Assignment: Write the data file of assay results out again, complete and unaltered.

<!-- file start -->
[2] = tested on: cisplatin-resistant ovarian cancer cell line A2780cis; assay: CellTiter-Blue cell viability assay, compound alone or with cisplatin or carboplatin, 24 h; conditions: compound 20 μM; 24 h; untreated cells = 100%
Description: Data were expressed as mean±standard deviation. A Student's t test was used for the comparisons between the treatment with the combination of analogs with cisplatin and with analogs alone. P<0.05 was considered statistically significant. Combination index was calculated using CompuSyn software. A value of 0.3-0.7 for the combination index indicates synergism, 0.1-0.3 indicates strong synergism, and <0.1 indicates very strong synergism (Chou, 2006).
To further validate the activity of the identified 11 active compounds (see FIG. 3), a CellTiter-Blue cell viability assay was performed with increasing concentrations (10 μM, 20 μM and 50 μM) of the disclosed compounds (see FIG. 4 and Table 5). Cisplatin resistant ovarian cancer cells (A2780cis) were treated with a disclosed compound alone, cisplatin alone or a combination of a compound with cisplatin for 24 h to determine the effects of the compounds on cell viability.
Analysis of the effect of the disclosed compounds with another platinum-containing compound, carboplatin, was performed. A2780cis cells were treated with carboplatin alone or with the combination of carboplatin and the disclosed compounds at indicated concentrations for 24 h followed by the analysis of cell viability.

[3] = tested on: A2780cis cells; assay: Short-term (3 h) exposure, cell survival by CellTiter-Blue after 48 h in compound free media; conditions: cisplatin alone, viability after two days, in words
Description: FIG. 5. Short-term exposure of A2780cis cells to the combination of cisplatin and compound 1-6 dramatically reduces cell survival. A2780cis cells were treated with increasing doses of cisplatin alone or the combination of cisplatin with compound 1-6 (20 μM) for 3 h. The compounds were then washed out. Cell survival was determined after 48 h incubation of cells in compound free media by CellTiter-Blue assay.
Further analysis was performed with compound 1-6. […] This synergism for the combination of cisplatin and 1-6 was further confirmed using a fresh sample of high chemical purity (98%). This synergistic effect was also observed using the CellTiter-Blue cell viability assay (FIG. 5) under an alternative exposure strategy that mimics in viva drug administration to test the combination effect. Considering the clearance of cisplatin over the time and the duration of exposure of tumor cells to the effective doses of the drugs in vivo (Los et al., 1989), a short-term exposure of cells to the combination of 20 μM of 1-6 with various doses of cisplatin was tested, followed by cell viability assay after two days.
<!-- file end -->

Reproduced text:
[2] = tested on: cisplatin-resistant ovarian cancer cell line A2780cis; assay: CellTiter-Blue cell viability assay, compound alone or with cisplatin or carboplatin, 24 h; conditions: compound 20 μM; 24 h; untreated cells = 100%
Description: Data were expressed as mean±standard deviation. A Student's t test was used for the comparisons between the treatment with the combination of analogs with cisplatin and with analogs alone. P<0.05 was considered statistically significant. Combination index was calculated using CompuSyn software. A value of 0.3-0.7 for the combination index indicates synergism, 0.1-0.3 indicates strong synergism, and <0.1 indicates very strong synergism (Chou, 2006).
To further validate the activity of the identified 11 active compounds (see FIG. 3), a CellTiter-Blue cell viability assay was performed with increasing concentrations (10 μM, 20 μM and 50 μM) of the disclosed compounds (see FIG. 4 and Table 5). Cisplatin resistant ovarian cancer cells (A2780cis) were treated with a disclosed compound alone, cisplatin alone or a combination of a compound with cisplatin for 24 h to determine the effects of the compounds on cell viability.
Analysis of the effect of the disclosed compounds with another platinum-containing compound, carboplatin, was performed. A2780cis cells were treated with carboplatin alone or with the combination of carboplatin and the disclosed compounds at indicated concentrations for 24 h followed by the analysis of cell viability.

[3] = tested on: A2780cis cells; assay: Short-term (3 h) exposure, cell survival by CellTiter-Blue after 48 h in compound free media; conditions: cisplatin alone, viability after two days, in words
Description: FIG. 5. Short-term exposure of A2780cis cells to the combination of cisplatin and compound 1-6 dramatically reduces cell survival. A2780cis cells were treated with increasing doses of cisplatin alone or the combination of cisplatin with compound 1-6 (20 μM) for 3 h. The compounds were then washed out. Cell survival was determined after 48 h incubation of cells in compound free media by CellTiter-Blue assay.
Further analysis was performed with compound 1-6. […] This synergism for the combination of cisplatin and 1-6 was further confirmed using a fresh sample of high chemical purity (98%). This synergistic effect was also observed using the CellTiter-Blue cell viability assay (FIG. 5) under an alternative exposure strategy that mimics in viva drug administration to test the combination effect. Considering the clearance of cisplatin over the time and the duration of exposure of tumor cells to the effective doses of the drugs in vivo (Los et al., 1989), a short-term exposure of cells to the combination of 20 μM of 1-6 with various doses of cisplatin was tested, followed by cell viability assay after two days.